But Tatsuya Nakaoku, an official from the Japanese Fisheries Agency, said Thursday he funds would help "support the reconstruction of a whaling town and nearby area," which was devastated by the natural disasters.
"Many people in the area eat whale meat," he said. "They are waiting for Japan's commercial whaling to resume and it is their hope for recovery."
The government had said earlier this year, after it passed the tsunami reconstruction budget, that it would strengthen "measures against acts of sabotage by anti-whaling groups," Nakaoku said.
The government earmarked a total of 498.9 billion yen ($6.4 billion) of the reconstruction budget for spending on fisheries. Of that, 2.28 billion yen has been put into extra security measures for the whaling fleet, which left port for its annual hunt Tuesday.
Japan's whale hunts are conducted by the Institute of Cetacean Research, a nonprofit research organization overseen by Japan's Ministry of Agriculture, Forestry and Fisheries.
An official from the Japanese Coast Guard said the deployment of guards this year to protect the fleet from obstruction by anti-whFULL STORY
A Thai criminal court has sentenced a Thai-born American to two and a half years in prison for insulting the monarchy.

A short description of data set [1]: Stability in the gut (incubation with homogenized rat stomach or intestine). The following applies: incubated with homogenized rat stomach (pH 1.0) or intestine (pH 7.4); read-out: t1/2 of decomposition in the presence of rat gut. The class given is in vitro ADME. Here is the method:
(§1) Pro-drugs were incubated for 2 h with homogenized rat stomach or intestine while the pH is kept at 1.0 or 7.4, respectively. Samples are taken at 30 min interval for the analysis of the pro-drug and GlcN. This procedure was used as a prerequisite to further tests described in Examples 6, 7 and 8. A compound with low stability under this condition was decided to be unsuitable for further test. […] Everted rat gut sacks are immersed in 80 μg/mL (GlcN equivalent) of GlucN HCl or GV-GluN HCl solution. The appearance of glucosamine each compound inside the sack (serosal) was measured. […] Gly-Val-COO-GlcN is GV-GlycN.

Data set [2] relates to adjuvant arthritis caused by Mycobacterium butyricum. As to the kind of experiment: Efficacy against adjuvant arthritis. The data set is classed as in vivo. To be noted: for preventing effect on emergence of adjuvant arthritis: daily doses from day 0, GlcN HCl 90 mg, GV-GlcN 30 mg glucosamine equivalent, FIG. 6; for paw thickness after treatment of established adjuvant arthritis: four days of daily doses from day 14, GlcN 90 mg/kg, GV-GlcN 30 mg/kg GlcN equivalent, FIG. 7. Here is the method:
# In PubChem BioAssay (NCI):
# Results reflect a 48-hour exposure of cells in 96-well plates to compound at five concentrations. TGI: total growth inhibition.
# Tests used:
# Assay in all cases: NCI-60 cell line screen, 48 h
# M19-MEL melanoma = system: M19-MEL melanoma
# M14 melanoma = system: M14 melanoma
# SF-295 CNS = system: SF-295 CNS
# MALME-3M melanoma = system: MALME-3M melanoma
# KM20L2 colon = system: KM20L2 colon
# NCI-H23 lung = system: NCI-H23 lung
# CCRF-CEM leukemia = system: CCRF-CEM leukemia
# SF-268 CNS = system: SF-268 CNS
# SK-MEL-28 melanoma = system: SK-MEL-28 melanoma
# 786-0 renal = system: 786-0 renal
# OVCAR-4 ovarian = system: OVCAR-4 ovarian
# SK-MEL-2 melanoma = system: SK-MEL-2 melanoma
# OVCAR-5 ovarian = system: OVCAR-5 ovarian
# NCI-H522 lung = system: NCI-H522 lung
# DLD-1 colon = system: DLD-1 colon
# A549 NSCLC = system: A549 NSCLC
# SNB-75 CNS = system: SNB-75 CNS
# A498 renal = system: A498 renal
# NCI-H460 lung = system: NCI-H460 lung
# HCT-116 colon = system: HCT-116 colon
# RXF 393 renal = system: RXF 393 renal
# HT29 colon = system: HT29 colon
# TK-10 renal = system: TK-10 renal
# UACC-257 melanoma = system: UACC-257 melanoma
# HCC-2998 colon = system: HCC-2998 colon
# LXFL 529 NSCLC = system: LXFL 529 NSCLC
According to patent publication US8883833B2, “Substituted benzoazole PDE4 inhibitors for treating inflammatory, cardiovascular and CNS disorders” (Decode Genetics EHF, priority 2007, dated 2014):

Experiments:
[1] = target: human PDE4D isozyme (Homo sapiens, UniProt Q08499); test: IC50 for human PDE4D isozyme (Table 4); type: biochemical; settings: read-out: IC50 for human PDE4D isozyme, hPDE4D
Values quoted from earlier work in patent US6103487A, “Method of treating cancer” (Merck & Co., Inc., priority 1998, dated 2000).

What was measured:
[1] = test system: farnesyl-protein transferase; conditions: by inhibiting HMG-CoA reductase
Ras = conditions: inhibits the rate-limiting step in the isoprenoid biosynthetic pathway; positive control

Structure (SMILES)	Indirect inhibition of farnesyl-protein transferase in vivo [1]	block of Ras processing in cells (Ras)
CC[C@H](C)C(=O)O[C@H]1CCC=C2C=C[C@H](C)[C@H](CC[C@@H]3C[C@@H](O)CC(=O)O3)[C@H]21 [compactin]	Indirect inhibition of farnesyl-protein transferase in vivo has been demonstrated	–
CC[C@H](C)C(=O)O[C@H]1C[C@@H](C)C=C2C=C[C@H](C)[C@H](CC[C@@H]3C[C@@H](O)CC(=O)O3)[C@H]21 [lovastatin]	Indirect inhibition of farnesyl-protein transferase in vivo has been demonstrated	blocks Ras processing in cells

The charge of writing and posting articles insulting the monarchy can yield a sentence as high as 20 years in prison in the Buddhist country, where the king is highly revered.
But Joe W. Gordon, whose Thai name is Lerpong Wichaicommart, cooperated during the investigation and pleaded guilty, resulting in the lenient sentence, his lawyer said.
The lawyer, Anon Rumpa, said he plans to file for a royal pardon.
King Bhumibol Adulydej has pardoned foreigners in similar cases in the past.
Speaking to reporters after the verdict, Gordon said he was "an American, not a Thai citizen."
An "American has rights and freedom to comment. In Thailand, there is limitation in expressing opinion," he said.
Gordon, 54, returned to Thailand last year after 30 years in the United States. He was arrested in May for posting a link on his blog to an unauthorized biography of the king, according to the Asian Human Rights Commission.
He had been detained without bail since then.
Thailand's lese majeste laws are among the toughest in the world, stipulating punishment for anyone defaming, insulting or threatening the royal family.FULL STORY
Egypt's Islamists claimed victory in the first round of parliamentary elections since President Hosni Mubarak was forced out of office in February.
The relatively moderate Muslim Brotherhood's Freedom and Justice Party on Wednesday said on its website that it had won 34 seats in the runoff election.
Hardline Al Nour Salafi Party won five seats, according to its website.
Voters went to the polls in the first round of elections on November 28 and 29, and the runoff Monday and Tuesday.
The strong performance of Islamist parties raised eyebrows in some Western capitals.